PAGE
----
For some people, the fact that New York State allows human composting is barely a blip on the radar. For those who are committed to creating a greener world, this offers an opportunity to leave behind a greener legacy that goes far beyond a diminished carbon footprint. Here’s what you need to know about the bill that allows human composting in the state of New York and why passing this bill matters.
When New York State Allows Human Composting
Senate Bill S6282C is the bill that makes human composting permissible in the State of New York. The bill was sponsored by Senator Brian Kavanagh and cosponsored by Senators Leroy Comrie, James Gaughran, Michael Gianaris, Andrew Gounardes, Brad Hoylman, Liz Krueger, Rachael May, and Julia Salazar. The bill effectively authorizes specific community composting operations to utilize parklands without being found in violation of alienation restrictions.
This is in combination with Assembly Bill A382 which was signed into law by Governor Hochul, which allowed human composting to take place in the state of New York. New York State allows human composting, and is now the sixth state to do so. The two laws combine to provide greater protection for those who wish to consider human composting for their remains or those of loved ones.
Why Consider Human Composting for Yourself or Your Loved Ones?
What better way to keep someone’s memory alive than by using their remains to create a living garden reminder? What better legacy exists than to create a memorial garden or use the remains to fertilize a tree? The remains can be used to create a living monument the family can revisit time and again as a reminder of a loved one lost.
The benefits of human composting to soil are abundant. It conserves energy that would otherwise be used to create artificial fertilizers and instead improves soil quality by creating life-sustaining nutrients within the soil as the human body decomposes. Even better, the creation of this soil food doesn’t harm the planet or release harmful pollutants into the soil, waterways, or air. It offers a kinder, gentler method of fertilizing soil, preserving appropriate nitrogen levels, and is far better than traditional burial methods that utilize synthetic materials that are potentially damaging to the planet and formaldehyde used to preserve the bodies. It is even superior, from a planetary perspective, to cremation that releases large volumes of carbon dioxide into the air – equal to that of driving hundreds of kilometers.
For some people, it goes back to the circle of life and carries a deeper, more personal meaning, than the impact human composting may have on the environment. For these people the idea of returning to dust in this manner facilitates the circle, allowing it to turn faster.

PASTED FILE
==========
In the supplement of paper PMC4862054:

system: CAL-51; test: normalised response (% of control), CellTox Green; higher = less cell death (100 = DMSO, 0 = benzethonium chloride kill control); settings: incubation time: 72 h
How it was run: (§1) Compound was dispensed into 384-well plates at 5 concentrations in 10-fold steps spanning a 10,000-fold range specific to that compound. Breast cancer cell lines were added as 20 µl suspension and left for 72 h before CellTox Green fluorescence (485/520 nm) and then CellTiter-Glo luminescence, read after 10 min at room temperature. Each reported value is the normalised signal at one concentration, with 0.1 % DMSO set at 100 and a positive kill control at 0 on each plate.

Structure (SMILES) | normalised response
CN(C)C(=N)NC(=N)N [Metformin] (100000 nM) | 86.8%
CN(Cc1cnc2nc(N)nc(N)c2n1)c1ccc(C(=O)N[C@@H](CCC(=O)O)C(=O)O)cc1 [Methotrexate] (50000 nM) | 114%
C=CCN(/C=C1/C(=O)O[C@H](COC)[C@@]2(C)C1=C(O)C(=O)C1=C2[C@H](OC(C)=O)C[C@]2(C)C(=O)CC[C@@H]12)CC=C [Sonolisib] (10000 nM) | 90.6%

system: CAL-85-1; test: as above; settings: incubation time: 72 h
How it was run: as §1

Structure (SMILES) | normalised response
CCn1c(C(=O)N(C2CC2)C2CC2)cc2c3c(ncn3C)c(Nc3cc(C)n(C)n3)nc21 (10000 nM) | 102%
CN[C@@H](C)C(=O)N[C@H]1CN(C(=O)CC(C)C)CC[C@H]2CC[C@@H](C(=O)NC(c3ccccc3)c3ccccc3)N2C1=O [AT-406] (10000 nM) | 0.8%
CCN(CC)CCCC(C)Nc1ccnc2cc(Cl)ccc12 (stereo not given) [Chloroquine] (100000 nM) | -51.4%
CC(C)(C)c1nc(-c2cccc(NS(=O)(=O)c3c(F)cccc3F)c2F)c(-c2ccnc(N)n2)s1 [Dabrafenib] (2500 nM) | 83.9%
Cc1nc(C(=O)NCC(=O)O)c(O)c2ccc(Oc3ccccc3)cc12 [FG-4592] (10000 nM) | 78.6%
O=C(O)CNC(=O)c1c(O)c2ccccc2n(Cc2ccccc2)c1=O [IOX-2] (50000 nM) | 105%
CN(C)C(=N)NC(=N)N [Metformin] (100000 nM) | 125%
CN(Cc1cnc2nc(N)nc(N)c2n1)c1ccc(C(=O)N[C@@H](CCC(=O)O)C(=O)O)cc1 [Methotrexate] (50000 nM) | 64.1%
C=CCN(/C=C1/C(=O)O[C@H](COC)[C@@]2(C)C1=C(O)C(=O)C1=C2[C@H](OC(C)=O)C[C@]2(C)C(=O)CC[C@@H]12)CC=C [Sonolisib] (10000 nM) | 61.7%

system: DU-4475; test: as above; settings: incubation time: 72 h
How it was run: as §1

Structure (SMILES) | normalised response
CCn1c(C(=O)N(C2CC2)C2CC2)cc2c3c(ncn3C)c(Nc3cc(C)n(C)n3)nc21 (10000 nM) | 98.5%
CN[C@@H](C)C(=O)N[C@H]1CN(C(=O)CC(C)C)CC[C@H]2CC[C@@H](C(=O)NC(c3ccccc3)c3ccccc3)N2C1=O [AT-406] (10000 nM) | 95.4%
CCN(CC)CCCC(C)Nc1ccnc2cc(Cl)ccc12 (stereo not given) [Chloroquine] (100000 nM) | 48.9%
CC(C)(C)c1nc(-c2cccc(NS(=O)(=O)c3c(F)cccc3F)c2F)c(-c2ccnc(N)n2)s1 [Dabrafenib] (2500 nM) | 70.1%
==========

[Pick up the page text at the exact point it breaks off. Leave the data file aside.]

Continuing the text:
New York State Allows Human Composting and New Options
The big reality is this, the fact that New York State allows human composting means much of the nation will follow allowing people more options for their final resting place than are available in most circumstances. For most Americans, the options are either burial or cremation.
Human composting offers yet another choice and gives voice to those Americans who prefer an alternative that is more affordable, more practical, and more meaningful to them – on personal levels.
Why Consider Human Composting in New York State?
Return Home isn’t a traditional funeral service provider or crematorium. We aren’t committed to numbers and understand that when planning your final moments or the final resting place for a loved one, guiding factors like kindness, love, compassion, and inclusivity are essential. People have many different reasons for choosing to consider human composting and our mission is to make the experience one that will continue giving back long after the initial act and composting process has ended.
Return Home offers a transparent process so that you know what is going on at every state and provide ceremonies to help family members and loved ones find closure and comfort in the human composting process. The finished product can be used for various reasons, including to fuel a memorial garden or help grow a beautiful tree to provide shade, joy, and beauty for many decades to come. The idea is to create a living memorial for friends and family rather than one made of stone or ash.
Human composting provides people with the opportunity to provide healing and comfort for generations to come in one final act. The fact that New York State allows human composting after the passing of Senate Bill S6282C and Assembly Bill A382 provides individuals and families an intriguing opportunity to live on – long after their traditional lives have ended.